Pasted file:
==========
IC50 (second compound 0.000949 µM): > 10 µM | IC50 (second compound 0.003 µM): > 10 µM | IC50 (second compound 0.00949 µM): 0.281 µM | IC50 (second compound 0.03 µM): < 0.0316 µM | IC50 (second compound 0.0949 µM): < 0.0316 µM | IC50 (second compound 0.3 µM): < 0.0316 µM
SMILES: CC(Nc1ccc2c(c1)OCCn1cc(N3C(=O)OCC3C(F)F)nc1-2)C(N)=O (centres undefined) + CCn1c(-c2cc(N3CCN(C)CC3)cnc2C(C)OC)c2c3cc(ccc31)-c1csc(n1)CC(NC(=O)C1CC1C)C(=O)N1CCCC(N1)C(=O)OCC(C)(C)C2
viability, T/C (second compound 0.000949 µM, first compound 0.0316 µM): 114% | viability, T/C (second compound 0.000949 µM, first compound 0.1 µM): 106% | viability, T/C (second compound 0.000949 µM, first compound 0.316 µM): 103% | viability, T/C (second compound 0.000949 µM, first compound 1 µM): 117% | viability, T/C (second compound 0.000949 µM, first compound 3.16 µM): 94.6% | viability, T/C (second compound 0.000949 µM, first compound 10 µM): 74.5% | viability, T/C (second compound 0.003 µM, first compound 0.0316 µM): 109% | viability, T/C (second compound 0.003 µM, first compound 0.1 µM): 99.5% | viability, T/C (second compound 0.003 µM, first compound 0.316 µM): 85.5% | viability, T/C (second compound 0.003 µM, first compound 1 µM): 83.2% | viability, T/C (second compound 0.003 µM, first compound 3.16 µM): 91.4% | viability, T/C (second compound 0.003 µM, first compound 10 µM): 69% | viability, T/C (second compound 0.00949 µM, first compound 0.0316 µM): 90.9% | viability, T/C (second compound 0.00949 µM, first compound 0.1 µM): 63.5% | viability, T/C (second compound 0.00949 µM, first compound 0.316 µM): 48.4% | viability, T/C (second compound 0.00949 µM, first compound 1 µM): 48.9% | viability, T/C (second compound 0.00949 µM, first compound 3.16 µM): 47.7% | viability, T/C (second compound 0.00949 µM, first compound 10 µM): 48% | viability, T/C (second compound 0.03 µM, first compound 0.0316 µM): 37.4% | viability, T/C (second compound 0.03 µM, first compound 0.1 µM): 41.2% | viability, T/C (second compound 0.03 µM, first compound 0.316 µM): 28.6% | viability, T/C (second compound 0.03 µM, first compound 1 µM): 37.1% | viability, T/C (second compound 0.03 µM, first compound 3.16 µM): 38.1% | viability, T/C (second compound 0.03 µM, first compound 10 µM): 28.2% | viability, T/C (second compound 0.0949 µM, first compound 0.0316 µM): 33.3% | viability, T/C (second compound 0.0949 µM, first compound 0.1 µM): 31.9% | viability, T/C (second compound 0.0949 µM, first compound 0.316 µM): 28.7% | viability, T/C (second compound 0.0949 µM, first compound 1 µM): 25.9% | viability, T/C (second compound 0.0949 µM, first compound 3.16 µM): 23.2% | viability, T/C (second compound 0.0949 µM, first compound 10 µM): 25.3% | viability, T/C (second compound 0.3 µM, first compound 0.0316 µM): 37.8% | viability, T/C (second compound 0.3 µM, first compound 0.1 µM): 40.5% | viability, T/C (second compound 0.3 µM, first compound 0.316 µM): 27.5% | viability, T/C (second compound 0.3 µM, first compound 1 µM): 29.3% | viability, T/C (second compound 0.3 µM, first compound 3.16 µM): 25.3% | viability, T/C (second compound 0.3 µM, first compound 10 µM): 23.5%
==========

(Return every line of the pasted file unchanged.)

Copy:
IC50 (second compound 0.000949 µM): > 10 µM | IC50 (second compound 0.003 µM): > 10 µM | IC50 (second compound 0.00949 µM): 0.281 µM | IC50 (second compound 0.03 µM): < 0.0316 µM | IC50 (second compound 0.0949 µM): < 0.0316 µM | IC50 (second compound 0.3 µM): < 0.0316 µM
SMILES: CC(Nc1ccc2c(c1)OCCn1cc(N3C(=O)OCC3C(F)F)nc1-2)C(N)=O (centres undefined) + CCn1c(-c2cc(N3CCN(C)CC3)cnc2C(C)OC)c2c3cc(ccc31)-c1csc(n1)CC(NC(=O)C1CC1C)C(=O)N1CCCC(N1)C(=O)OCC(C)(C)C2
viability, T/C (second compound 0.000949 µM, first compound 0.0316 µM): 114% | viability, T/C (second compound 0.000949 µM, first compound 0.1 µM): 106% | viability, T/C (second compound 0.000949 µM, first compound 0.316 µM): 103% | viability, T/C (second compound 0.000949 µM, first compound 1 µM): 117% | viability, T/C (second compound 0.000949 µM, first compound 3.16 µM): 94.6% | viability, T/C (second compound 0.000949 µM, first compound 10 µM): 74.5% | viability, T/C (second compound 0.003 µM, first compound 0.0316 µM): 109% | viability, T/C (second compound 0.003 µM, first compound 0.1 µM): 99.5% | viability, T/C (second compound 0.003 µM, first compound 0.316 µM): 85.5% | viability, T/C (second compound 0.003 µM, first compound 1 µM): 83.2% | viability, T/C (second compound 0.003 µM, first compound 3.16 µM): 91.4% | viability, T/C (second compound 0.003 µM, first compound 10 µM): 69% | viability, T/C (second compound 0.00949 µM, first compound 0.0316 µM): 90.9% | viability, T/C (second compound 0.00949 µM, first compound 0.1 µM): 63.5% | viability, T/C (second compound 0.00949 µM, first compound 0.316 µM): 48.4% | viability, T/C (second compound 0.00949 µM, first compound 1 µM): 48.9% | viability, T/C (second compound 0.00949 µM, first compound 3.16 µM): 47.7% | viability, T/C (second compound 0.00949 µM, first compound 10 µM): 48% | viability, T/C (second compound 0.03 µM, first compound 0.0316 µM): 37.4% | viability, T/C (second compound 0.03 µM, first compound 0.1 µM): 41.2% | viability, T/C (second compound 0.03 µM, first compound 0.316 µM): 28.6% | viability, T/C (second compound 0.03 µM, first compound 1 µM): 37.1% | viability, T/C (second compound 0.03 µM, first compound 3.16 µM): 38.1% | viability, T/C (second compound 0.03 µM, first compound 10 µM): 28.2% | viability, T/C (second compound 0.0949 µM, first compound 0.0316 µM): 33.3% | viability, T/C (second compound 0.0949 µM, first compound 0.1 µM): 31.9% | viability, T/C (second compound 0.0949 µM, first compound 0.316 µM): 28.7% | viability, T/C (second compound 0.0949 µM, first compound 1 µM): 25.9% | viability, T/C (second compound 0.0949 µM, first compound 3.16 µM): 23.2% | viability, T/C (second compound 0.0949 µM, first compound 10 µM): 25.3% | viability, T/C (second compound 0.3 µM, first compound 0.0316 µM): 37.8% | viability, T/C (second compound 0.3 µM, first compound 0.1 µM): 40.5% | viability, T/C (second compound 0.3 µM, first compound 0.316 µM): 27.5% | viability, T/C (second compound 0.3 µM, first compound 1 µM): 29.3% | viability, T/C (second compound 0.3 µM, first compound 3.16 µM): 25.3% | viability, T/C (second compound 0.3 µM, first compound 10 µM): 23.5%